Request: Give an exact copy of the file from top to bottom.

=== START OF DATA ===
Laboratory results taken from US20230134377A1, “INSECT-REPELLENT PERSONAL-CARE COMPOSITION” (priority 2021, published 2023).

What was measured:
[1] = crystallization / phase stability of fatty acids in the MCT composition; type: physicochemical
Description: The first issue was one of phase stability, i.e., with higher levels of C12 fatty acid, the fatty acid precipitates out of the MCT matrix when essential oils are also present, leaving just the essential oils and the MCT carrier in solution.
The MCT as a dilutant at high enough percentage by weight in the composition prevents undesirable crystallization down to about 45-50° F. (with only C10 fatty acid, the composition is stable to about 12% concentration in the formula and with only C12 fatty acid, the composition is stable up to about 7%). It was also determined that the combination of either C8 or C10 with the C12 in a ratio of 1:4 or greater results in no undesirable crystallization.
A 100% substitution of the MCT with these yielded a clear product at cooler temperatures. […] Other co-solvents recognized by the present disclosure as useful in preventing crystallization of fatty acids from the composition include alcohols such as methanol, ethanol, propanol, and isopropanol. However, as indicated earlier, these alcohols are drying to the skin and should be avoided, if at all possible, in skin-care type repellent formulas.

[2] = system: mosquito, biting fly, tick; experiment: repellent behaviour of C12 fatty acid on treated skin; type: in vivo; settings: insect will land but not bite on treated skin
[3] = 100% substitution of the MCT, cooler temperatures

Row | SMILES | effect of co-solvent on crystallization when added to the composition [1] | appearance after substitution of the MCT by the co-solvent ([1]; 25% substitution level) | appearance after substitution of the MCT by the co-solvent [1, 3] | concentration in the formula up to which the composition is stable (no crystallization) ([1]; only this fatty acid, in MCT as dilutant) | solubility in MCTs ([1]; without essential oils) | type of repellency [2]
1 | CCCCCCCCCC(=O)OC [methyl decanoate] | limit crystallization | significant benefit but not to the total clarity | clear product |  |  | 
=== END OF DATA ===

Laboratory results taken from US20230134377A1, “INSECT-REPELLENT PERSONAL-CARE COMPOSITION” (priority 2021, published 2023).

What was measured:
[1] = crystallization / phase stability of fatty acids in the MCT composition; type: physicochemical
Description: The first issue was one of phase stability, i.e., with higher levels of C12 fatty acid, the fatty acid precipitates out of the MCT matrix when essential oils are also present, leaving just the essential oils and the MCT carrier in solution.
The MCT as a dilutant at high enough percentage by weight in the composition prevents undesirable crystallization down to about 45-50° F. (with only C10 fatty acid, the composition is stable to about 12% concentration in the formula and with only C12 fatty acid, the composition is stable up to about 7%). It was also determined that the combination of either C8 or C10 with the C12 in a ratio of 1:4 or greater results in no undesirable crystallization.
A 100% substitution of the MCT with these yielded a clear product at cooler temperatures. […] Other co-solvents recognized by the present disclosure as useful in preventing crystallization of fatty acids from the composition include alcohols such as methanol, ethanol, propanol, and isopropanol. However, as indicated earlier, these alcohols are drying to the skin and should be avoided, if at all possible, in skin-care type repellent formulas.

[2] = system: mosquito, biting fly, tick; experiment: repellent behaviour of C12 fatty acid on treated skin; type: in vivo; settings: insect will land but not bite on treated skin
[3] = 100% substitution of the MCT, cooler temperatures

Row | SMILES | effect of co-solvent on crystallization when added to the composition [1] | appearance after substitution of the MCT by the co-solvent ([1]; 25% substitution level) | appearance after substitution of the MCT by the co-solvent [1, 3] | concentration in the formula up to which the composition is stable (no crystallization) ([1]; only this fatty acid, in MCT as dilutant) | solubility in MCTs ([1]; without essential oils) | type of repellency [2]
1 | CCCCCCCCCC(=O)OC [methyl decanoate] | limit crystallization | significant benefit but not to the total clarity | clear product |  |  | 